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Accessibility.Blog

How Web Accessibility Affects People with Autism

April 2, 2018 1:24:00 PM EDT

Monday, April 2, is World Autism Awareness Day 2018. For the 11th straight year, people across the globe will be shining a light on the hurdles faced by people with autism and their loved ones on a daily basis. Autism, more accurately described as autism spectrum disorder (ASD), describes a range of conditions that affect how people relate to their environments, including challenges with social interactions, communication skills, and repetitive behaviors.

The Centers for Disease Control estimates that one in 68 children in the U.S. has been diagnosed with ASD, representing a major rise from even a few years ago. As ASD diagnoses become more common, it’s increasingly important to consider how people with autism use the internet and how web developers and organizations can make their websites more accessible to people with autism.

The Importance of Web Accessibility for People with Autism

When you consider the phrase “web accessibility,” you might only think of assistive technologies for people with visual and hearing disabilities, such as screen readers and closed captioning. However, web accessibility is no less important for people with cognitive disabilities, such as autism.

People with Autism often have behaviors, communication patterns, and desires that are different from people who are not on the autism spectrum. For example, many people with autism have heightened sensory awareness and can be distracted by web pages that are too cluttered with elements. People with autism also tend to prefer consistency and dependability, including web pages with a predictable layout and navigation.

Autism and WCAG 2.0

The Web Content Accessibility Guidelines (WCAG) 2.0 are the most popular standard for web accessibility, and have been cited by the U.S. Department of Justice as an acceptable metric for compliance  with the Americans with Disabilities Act. WCAG 2.0 contains several guidelines to help people with four different classes of disabilities: vision, hearing, motor, and cognitive.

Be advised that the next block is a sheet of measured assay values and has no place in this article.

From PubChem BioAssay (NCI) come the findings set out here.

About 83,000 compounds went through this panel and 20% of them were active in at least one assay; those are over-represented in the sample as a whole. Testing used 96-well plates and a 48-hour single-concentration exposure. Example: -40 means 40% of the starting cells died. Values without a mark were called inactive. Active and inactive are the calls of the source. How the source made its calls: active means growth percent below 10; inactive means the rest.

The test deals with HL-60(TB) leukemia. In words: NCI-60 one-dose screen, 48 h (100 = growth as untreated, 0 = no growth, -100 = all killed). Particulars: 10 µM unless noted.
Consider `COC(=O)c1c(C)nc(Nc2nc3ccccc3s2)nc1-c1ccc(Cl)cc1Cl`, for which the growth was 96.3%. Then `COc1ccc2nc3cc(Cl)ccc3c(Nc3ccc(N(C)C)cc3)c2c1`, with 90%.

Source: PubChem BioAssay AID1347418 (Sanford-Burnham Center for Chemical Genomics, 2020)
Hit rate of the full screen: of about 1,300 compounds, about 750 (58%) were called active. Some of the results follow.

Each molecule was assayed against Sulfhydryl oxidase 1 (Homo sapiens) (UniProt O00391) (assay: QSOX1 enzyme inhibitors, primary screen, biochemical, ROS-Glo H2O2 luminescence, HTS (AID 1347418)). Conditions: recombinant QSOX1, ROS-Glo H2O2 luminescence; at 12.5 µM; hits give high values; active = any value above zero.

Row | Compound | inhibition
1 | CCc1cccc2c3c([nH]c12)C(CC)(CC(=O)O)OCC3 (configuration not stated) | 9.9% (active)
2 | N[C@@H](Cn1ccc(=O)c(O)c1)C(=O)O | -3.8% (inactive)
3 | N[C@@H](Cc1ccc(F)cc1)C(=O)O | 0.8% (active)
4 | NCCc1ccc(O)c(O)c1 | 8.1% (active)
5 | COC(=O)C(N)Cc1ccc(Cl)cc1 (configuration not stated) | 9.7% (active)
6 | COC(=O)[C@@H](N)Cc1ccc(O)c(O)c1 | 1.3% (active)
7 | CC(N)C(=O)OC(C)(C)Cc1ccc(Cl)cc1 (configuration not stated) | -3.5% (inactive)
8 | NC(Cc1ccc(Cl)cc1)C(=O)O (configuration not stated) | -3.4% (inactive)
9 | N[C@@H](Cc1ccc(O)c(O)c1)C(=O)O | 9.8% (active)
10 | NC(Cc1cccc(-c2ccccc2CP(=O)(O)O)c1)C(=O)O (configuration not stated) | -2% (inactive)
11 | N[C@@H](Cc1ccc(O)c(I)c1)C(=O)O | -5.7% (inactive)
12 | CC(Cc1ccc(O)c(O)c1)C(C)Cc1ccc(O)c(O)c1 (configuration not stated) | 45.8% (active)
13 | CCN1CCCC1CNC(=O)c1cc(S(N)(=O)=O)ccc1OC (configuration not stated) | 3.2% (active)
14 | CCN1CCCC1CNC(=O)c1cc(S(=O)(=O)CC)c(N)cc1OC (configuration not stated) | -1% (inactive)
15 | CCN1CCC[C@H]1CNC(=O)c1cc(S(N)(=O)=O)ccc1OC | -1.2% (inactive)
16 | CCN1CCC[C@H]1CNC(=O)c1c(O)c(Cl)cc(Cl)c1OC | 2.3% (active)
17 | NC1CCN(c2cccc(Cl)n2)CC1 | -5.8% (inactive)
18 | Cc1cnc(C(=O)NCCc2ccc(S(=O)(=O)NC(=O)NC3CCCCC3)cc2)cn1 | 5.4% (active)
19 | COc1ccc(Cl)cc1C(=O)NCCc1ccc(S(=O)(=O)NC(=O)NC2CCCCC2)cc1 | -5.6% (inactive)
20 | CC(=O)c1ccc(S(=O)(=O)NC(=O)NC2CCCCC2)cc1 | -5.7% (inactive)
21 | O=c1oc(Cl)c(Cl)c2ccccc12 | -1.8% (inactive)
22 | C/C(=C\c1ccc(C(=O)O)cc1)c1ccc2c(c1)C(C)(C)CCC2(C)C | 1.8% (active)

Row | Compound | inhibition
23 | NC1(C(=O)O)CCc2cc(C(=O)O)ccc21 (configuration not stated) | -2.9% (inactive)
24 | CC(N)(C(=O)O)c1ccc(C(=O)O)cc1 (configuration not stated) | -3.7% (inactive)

People on the autism spectrum have a wide range of conditions, and many of them can face difficulties with cognition when using the internet. Some of the most relevant WCAG 2.0 recommendations for people with autism are:

  • Navigation and layout should be consistent across the entire site. Performing the same or similar actions on similar user interface elements should produce similar results.
  • The site should still be usable at larger text sizes and should still function with images and styles disabled. However, images, icons, and graphics that help with comprehension can be included.
  • Clutter and distractions should be minimized. Style and white space should separate content and direct the user’s attention as appropriate.
  • The text should be as simple as possible, while providing definitions for any non-standard terms, such as idioms, jargon, and abbreviations and acronyms. Correct grammar and spelling are important.
  • Users should have as much control as possible over the site’s behavior. Avoid time limits on content or automatic refreshes whenever possible. Provide clear instructions and error messages when filling out forms.

Conclusion

BoIA fully supports World Autism Awareness Day, which marks the beginning of World Autism Month, each April. To learn more about how you can help raise funds or participate in an event, visit the World Autism Month website. For more information about web accessibility for people with autism and other disabilities, follow the BoIA blog for all of our latest news and updates.

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